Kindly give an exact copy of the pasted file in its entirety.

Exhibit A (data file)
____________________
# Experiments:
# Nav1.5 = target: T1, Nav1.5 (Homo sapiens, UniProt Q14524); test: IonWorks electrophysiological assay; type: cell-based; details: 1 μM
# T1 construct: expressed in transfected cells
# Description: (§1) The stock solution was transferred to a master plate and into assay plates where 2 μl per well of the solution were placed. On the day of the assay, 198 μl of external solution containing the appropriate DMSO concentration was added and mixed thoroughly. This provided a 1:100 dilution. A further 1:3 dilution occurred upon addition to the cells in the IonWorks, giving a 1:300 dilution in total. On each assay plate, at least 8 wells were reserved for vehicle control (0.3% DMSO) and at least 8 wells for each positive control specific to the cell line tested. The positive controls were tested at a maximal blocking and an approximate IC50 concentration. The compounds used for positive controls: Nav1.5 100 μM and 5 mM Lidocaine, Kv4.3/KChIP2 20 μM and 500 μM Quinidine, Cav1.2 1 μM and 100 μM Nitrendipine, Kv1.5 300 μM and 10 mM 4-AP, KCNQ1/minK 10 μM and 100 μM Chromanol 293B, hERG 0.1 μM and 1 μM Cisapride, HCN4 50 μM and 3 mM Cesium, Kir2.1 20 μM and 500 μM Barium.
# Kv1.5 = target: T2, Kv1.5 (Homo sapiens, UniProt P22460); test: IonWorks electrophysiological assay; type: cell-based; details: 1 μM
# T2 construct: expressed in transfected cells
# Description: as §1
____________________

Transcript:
# Experiments:
# Nav1.5 = target: T1, Nav1.5 (Homo sapiens, UniProt Q14524); test: IonWorks electrophysiological assay; type: cell-based; details: 1 μM
# T1 construct: expressed in transfected cells
# Description: (§1) The stock solution was transferred to a master plate and into assay plates where 2 μl per well of the solution were placed. On the day of the assay, 198 μl of external solution containing the appropriate DMSO concentration was added and mixed thoroughly. This provided a 1:100 dilution. A further 1:3 dilution occurred upon addition to the cells in the IonWorks, giving a 1:300 dilution in total. On each assay plate, at least 8 wells were reserved for vehicle control (0.3% DMSO) and at least 8 wells for each positive control specific to the cell line tested. The positive controls were tested at a maximal blocking and an approximate IC50 concentration. The compounds used for positive controls: Nav1.5 100 μM and 5 mM Lidocaine, Kv4.3/KChIP2 20 μM and 500 μM Quinidine, Cav1.2 1 μM and 100 μM Nitrendipine, Kv1.5 300 μM and 10 mM 4-AP, KCNQ1/minK 10 μM and 100 μM Chromanol 293B, hERG 0.1 μM and 1 μM Cisapride, HCN4 50 μM and 3 mM Cesium, Kir2.1 20 μM and 500 μM Barium.
# Kv1.5 = target: T2, Kv1.5 (Homo sapiens, UniProt P22460); test: IonWorks electrophysiological assay; type: cell-based; details: 1 μM
# T2 construct: expressed in transfected cells
# Description: as §1